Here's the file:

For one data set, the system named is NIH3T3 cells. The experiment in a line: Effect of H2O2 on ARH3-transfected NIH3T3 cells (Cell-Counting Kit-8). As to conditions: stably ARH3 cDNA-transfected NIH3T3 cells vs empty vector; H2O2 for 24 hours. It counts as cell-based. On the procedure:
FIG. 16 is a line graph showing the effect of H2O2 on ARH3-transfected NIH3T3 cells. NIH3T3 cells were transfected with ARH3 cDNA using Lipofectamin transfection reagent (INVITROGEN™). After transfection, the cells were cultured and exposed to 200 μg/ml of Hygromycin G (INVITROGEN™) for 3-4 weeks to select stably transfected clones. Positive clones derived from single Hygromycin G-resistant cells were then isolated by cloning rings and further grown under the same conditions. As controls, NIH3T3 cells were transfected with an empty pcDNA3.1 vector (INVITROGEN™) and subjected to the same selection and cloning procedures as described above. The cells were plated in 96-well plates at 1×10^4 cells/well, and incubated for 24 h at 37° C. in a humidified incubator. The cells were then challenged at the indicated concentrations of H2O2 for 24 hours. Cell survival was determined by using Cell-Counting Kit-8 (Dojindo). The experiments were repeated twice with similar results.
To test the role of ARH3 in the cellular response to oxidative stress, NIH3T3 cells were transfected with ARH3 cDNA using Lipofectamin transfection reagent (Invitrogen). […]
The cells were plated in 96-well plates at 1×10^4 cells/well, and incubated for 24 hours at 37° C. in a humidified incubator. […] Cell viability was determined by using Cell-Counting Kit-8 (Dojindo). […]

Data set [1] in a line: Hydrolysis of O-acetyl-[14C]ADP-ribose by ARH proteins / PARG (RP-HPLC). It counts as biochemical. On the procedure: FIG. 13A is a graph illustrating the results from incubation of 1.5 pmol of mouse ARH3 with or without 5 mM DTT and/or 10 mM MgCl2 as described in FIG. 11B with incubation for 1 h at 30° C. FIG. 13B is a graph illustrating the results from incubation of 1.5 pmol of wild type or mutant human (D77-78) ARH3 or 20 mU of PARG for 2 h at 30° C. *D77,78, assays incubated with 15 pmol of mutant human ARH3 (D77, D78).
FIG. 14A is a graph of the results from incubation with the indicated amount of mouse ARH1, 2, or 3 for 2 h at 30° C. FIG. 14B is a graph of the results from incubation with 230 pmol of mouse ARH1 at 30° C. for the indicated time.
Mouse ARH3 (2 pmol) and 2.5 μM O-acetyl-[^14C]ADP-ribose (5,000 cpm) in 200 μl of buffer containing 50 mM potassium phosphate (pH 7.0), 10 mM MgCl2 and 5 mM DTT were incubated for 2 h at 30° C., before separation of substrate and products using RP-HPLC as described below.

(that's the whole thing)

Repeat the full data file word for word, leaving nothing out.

For one data set, the system named is NIH3T3 cells. The experiment in a line: Effect of H2O2 on ARH3-transfected NIH3T3 cells (Cell-Counting Kit-8). As to conditions: stably ARH3 cDNA-transfected NIH3T3 cells vs empty vector; H2O2 for 24 hours. It counts as cell-based. On the procedure:
FIG. 16 is a line graph showing the effect of H2O2 on ARH3-transfected NIH3T3 cells. NIH3T3 cells were transfected with ARH3 cDNA using Lipofectamin transfection reagent (INVITROGEN™). After transfection, the cells were cultured and exposed to 200 μg/ml of Hygromycin G (INVITROGEN™) for 3-4 weeks to select stably transfected clones. Positive clones derived from single Hygromycin G-resistant cells were then isolated by cloning rings and further grown under the same conditions. As controls, NIH3T3 cells were transfected with an empty pcDNA3.1 vector (INVITROGEN™) and subjected to the same selection and cloning procedures as described above. The cells were plated in 96-well plates at 1×10^4 cells/well, and incubated for 24 h at 37° C. in a humidified incubator. The cells were then challenged at the indicated concentrations of H2O2 for 24 hours. Cell survival was determined by using Cell-Counting Kit-8 (Dojindo). The experiments were repeated twice with similar results.
To test the role of ARH3 in the cellular response to oxidative stress, NIH3T3 cells were transfected with ARH3 cDNA using Lipofectamin transfection reagent (Invitrogen). […]
The cells were plated in 96-well plates at 1×10^4 cells/well, and incubated for 24 hours at 37° C. in a humidified incubator. […] Cell viability was determined by using Cell-Counting Kit-8 (Dojindo). […]

Data set [1] in a line: Hydrolysis of O-acetyl-[14C]ADP-ribose by ARH proteins / PARG (RP-HPLC). It counts as biochemical. On the procedure: FIG. 13A is a graph illustrating the results from incubation of 1.5 pmol of mouse ARH3 with or without 5 mM DTT and/or 10 mM MgCl2 as described in FIG. 11B with incubation for 1 h at 30° C. FIG. 13B is a graph illustrating the results from incubation of 1.5 pmol of wild type or mutant human (D77-78) ARH3 or 20 mU of PARG for 2 h at 30° C. *D77,78, assays incubated with 15 pmol of mutant human ARH3 (D77, D78).
FIG. 14A is a graph of the results from incubation with the indicated amount of mouse ARH1, 2, or 3 for 2 h at 30° C. FIG. 14B is a graph of the results from incubation with 230 pmol of mouse ARH1 at 30° C. for the indicated time.
Mouse ARH3 (2 pmol) and 2.5 μM O-acetyl-[^14C]ADP-ribose (5,000 cpm) in 200 μl of buffer containing 50 mM potassium phosphate (pH 7.0), 10 mM MgCl2 and 5 mM DTT were incubated for 2 h at 30° C., before separation of substrate and products using RP-HPLC as described below.